Even once we were on the road, our plans were changing. In the rush to make bookings on the Sunday, I had missed one obvious option for the car-swap at the border. As we travelled, I texted our friends so that they could judge for themselves how feasible the plan was, in case they had to do the same a few days later.

Read More · 23 February 2012

Escape Route

The Year of Travel Disasters, Part 3

Subject: Making a break for it
From: Rory Ewins
Date: Mon, 19 Apr 2010 22:06:42 +0100

Hi folks,

We’ve decided to stop placing our bets on EasyJet cancellations and rebookings, with the only options extending well into next week (with no guarantee that they’ll eventuate), and to make the journey back overland: a 1500-kilometre drive from Alicante to Paris, Eurostar to London on Friday, and then the drive to Edinburgh. Should be back there on Saturday, nine days after we were supposed to be. It will cost a bundle, two grand by the end of it probably. There goes any summer holiday.

Read More · 22 February 2012


To accompany the latest instalment of The Year of Travel Disasters, here’s the latest gallery at Detail: the Spanish province of Murcia (with a bit of the neighbouring province of Alicante, although not that city itself).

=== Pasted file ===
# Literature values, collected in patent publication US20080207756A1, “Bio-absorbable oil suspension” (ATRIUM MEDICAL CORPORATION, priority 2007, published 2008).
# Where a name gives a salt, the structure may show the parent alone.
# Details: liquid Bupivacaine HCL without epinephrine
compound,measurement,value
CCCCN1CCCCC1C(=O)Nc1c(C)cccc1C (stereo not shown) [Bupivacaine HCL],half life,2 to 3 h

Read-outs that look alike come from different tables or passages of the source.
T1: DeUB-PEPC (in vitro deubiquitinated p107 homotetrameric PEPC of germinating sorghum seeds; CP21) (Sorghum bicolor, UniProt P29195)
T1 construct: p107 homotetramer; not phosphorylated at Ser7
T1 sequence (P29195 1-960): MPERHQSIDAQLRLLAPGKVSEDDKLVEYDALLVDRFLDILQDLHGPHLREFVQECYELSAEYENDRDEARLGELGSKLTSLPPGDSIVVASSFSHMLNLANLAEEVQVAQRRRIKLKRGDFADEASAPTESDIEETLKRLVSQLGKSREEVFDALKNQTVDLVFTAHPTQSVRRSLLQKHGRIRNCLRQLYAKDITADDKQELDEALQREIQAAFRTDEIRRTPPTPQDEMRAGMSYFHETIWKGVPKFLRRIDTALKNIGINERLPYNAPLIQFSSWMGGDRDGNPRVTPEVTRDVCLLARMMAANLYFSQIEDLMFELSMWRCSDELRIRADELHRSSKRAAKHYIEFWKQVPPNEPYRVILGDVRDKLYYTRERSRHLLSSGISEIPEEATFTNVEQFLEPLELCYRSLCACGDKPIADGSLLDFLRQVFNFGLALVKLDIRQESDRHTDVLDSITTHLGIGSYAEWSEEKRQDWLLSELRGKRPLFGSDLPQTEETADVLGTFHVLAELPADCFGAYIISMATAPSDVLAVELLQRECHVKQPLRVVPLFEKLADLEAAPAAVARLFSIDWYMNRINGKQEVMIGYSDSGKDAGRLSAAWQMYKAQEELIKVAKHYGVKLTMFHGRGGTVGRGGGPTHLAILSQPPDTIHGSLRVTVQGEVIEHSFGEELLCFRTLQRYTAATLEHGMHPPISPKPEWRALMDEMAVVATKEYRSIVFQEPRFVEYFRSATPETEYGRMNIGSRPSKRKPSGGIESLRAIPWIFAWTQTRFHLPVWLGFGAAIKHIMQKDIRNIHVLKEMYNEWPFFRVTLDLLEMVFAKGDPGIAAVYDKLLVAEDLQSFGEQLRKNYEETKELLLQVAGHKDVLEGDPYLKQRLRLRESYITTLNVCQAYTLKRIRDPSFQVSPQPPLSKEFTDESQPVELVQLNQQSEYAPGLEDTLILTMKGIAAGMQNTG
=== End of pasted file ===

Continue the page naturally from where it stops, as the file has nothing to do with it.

Read More · 21 February 2012

Unfortunate Statistics

The Year of Travel Disasters, Part 2

Subject: Stuck in España
From: Rory Ewins
Date: Fri, 16 Apr 2010 23:15:18 +0100

Hi folks,

Well, it had to happen sometime: after countless flights over many years, we are suddenly an Unfortunate Statistic, three of the 100,000 people stranded outside the UK by the volcanic ash from Iceland. Our flight home from our visit to S. and E. in Spain was supposed to be at 11.10 on Thursday; the text cancelling it came through at 5 a.m. At least I read it rather than bundling us all into the car back to Alicante airport and returning the vehicle before realising.